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PJ and Tom share secrets of life over tea and cake


Tom Vaughan Lawlor as PJ Mara

Tom Vaughan Lawlor as PJ Mara

Tom Vaughan Lawlor

Tom Vaughan Lawlor


Tom Vaughan Lawlor as PJ Mara

Tom Vaughan Lawlor has opened up about his no-holds- barred access into the life of legendary spin doctor PJ Mara as he prepared for his role in Charlie.

The 37-year-old spent hours pouring over documentary footage of Mara in order to perfect his accent for RTE's three-part drama before he eventually met the person he was playing.

"He just sat back and said, you can ask me whatever you want," explained Lawlor.

"It was fascinating. I wasn't sure if he would meet me and I would have understood if he had said no. If the shoe was on the other foot, I wouldn't have wanted to meet an actor playing me. But he was incredibly generous and giving of his time.

"The first thing I saw when he opened the door was 'oh my God, I'm too short to play this guy".

"We chatted over tea and cake for about an hour. It was nice. His irreverence, off-the-cuff and playful manner and the twinkle in the eye pervaded," he said. "PJ has a very well-spoken elegant refined way of speaking and his elegance and his charisma was both similar and different to Haughey's so they were an interesting coupling."

Speaking about how he got down to the minute details of the Fianna Fail spin doctor's character in preparation for the role, he said: "When you play a fictitious part you want to know how they walk, how they operate, what books they like to read, what music they like.

"So I said, 'do you use matches or a lighter' and he says a lighter; 'what kind of books do you read?' - I knew he was a big fan of literature. He is a big poetry fan and he reads Philip Larkin and John Betjeman. They are the keys that can unlock a character for you.

"Actors talk about getting into the shoes of a character and that is both literal and metaphorical - how they have physical contact with the ground affects how they walk and move.

"What was interesting was that I had a fitting for the costume when I met him and I was wearing loafers in the fitting and he was wearing loafers when I met him too. It might sound silly to someone who isn't an actor but straightaway I was playing someone who was wearing the same kind of shoes. And it had an affect on how I moved."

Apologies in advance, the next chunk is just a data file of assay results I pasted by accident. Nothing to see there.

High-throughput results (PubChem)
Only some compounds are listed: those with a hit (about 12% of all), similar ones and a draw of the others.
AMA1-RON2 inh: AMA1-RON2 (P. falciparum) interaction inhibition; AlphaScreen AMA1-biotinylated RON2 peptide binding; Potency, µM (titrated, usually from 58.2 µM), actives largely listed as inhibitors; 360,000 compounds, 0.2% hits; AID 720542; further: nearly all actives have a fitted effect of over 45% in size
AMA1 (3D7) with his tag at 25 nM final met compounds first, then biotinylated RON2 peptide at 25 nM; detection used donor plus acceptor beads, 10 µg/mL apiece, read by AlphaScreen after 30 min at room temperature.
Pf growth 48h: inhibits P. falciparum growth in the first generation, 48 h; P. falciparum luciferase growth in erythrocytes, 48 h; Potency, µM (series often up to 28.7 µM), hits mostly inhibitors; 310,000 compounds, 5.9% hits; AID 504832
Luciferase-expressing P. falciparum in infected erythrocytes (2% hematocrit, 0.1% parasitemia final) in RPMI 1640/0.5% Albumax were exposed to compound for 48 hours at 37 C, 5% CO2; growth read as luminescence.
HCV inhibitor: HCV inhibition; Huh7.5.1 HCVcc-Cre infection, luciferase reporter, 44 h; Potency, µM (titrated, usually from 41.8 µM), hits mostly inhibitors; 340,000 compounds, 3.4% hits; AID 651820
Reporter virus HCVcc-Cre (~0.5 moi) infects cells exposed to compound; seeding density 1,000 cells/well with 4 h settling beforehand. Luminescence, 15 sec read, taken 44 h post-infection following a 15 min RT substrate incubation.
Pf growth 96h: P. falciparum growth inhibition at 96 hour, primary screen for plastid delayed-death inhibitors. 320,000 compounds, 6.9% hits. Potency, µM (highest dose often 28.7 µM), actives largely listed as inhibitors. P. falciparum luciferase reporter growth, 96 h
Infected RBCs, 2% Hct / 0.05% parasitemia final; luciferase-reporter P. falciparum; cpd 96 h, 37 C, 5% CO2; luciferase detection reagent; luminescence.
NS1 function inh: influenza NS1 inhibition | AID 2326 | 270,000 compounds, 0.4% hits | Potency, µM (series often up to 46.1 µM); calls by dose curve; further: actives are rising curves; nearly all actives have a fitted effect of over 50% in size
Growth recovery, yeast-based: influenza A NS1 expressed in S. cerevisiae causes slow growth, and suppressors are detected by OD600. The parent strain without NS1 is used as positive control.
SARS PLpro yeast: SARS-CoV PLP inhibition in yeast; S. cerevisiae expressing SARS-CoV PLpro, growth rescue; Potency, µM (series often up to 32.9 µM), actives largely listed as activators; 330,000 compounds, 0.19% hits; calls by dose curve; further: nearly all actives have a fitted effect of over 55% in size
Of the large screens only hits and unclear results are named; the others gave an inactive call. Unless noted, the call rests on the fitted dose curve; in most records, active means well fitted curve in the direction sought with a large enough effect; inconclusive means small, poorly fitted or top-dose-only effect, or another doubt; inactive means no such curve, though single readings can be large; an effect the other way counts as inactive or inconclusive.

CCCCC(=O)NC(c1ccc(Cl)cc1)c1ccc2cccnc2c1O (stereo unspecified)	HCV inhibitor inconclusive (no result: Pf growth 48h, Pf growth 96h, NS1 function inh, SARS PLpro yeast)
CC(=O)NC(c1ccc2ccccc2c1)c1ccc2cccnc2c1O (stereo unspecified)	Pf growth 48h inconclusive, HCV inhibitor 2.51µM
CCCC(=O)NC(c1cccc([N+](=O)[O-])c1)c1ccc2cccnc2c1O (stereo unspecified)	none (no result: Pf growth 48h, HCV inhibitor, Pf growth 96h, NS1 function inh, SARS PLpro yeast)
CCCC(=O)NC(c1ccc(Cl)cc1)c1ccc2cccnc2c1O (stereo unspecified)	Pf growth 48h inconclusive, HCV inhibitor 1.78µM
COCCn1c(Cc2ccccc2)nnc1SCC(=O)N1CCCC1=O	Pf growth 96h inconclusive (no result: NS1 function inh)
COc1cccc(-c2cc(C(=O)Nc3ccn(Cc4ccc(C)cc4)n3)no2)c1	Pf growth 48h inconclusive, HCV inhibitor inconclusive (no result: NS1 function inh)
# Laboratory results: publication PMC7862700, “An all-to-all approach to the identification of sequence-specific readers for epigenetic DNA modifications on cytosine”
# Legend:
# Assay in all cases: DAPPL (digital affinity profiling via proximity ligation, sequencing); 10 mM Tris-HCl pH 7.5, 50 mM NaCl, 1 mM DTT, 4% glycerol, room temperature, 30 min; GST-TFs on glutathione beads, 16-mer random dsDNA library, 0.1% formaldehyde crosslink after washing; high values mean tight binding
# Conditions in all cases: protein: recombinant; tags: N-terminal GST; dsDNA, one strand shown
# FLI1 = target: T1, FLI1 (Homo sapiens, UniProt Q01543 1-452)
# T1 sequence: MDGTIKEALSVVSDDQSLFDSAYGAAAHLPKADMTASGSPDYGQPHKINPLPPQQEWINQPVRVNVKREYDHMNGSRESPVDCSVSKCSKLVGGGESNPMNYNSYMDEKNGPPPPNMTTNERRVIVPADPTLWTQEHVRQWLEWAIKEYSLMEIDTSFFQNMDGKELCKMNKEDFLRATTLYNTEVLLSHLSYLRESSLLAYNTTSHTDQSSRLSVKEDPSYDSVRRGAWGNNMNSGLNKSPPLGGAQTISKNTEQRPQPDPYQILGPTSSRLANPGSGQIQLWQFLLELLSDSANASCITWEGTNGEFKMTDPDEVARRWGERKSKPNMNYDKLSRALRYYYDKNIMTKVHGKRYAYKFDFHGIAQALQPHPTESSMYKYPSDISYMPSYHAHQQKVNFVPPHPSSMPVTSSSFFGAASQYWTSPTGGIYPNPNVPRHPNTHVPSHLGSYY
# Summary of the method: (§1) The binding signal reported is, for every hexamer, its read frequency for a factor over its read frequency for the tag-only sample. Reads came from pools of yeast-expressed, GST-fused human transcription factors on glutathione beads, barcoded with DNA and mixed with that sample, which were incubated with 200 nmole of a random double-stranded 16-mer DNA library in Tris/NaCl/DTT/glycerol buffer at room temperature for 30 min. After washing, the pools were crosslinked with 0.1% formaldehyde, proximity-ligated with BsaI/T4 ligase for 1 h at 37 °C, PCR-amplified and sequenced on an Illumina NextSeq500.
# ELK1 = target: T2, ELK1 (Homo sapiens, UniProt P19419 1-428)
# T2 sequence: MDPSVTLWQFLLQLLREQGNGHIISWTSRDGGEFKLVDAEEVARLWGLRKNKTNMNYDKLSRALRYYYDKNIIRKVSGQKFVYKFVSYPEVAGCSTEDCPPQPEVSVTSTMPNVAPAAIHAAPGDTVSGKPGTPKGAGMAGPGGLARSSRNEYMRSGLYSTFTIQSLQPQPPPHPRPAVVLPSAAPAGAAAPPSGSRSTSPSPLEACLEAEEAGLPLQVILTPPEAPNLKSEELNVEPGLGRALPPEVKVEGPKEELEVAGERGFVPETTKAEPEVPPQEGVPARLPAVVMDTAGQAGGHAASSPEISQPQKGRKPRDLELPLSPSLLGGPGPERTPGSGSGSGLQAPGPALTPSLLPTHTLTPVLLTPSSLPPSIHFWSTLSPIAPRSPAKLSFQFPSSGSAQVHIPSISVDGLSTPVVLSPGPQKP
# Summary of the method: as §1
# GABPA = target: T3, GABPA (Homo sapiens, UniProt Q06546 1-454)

The Dubliner was also keen on a change of tempo from playing hardened gangster Nidge in Love/Hate. "In a way, I preferred playing PJ. It was a nice change from having your head shaved, running around in the cold, holding guns and beating people up to go to the other extreme when you are in a very beautifully cut suit, having conversations and drinking tea."

Describing the similarities between the characters in Love/Hate and in Charlie he said: "These guys in politics were operating . . . they were making big decisions for the country . . . big life-altering decisions for the public and yet they have to operate at a level where it is their job. If they had to take on the magnitude of what they are doing every day, they would be paralysed by that. They also have to be professional."

Reacting to critics, he said: "One thing to say, in the little bits I've read, people have forgotten it's a drama, it's a TV show, so it has to be allowed to be a TV show. You can't say it was more like this at the time or this person should have done that - if it were completely reverential, it would have been boring. There has to be a certain degree of room for expression."

The actor, who watched the first episode blind with the rest of the country, said he stayed away from Twitter and the nation's reaction. "I have made a choice not to read stuff because the thing is done and dusted so you are not going to change it by reading comments. Obviously you want it to be a success but your job isn't to dictate how people react - your job is to play the part and send it out into the world."

In the early days of his career he said: "I wasn't [able to watch myself on screen] but with Love/Hate I had to because you have to be able to figure out what works and what doesn't - you're constantly refining. What's great about being in a reoccurring drama is that you get to filter out things you didn't think were useful or add things too.

"That didn't happen with Charlie so it was more of a shot in the dark. Personally, I was very proud of it. There were things I could have done better. You are always critical as an actor and that's a good thing."

The father of one is now working on Jim Sheridan's The Secret Scripture, based on the novel by Sebastian Barry. The cast, including Jack Reynor, will begin filming in Ireland next week.

Sunday Independent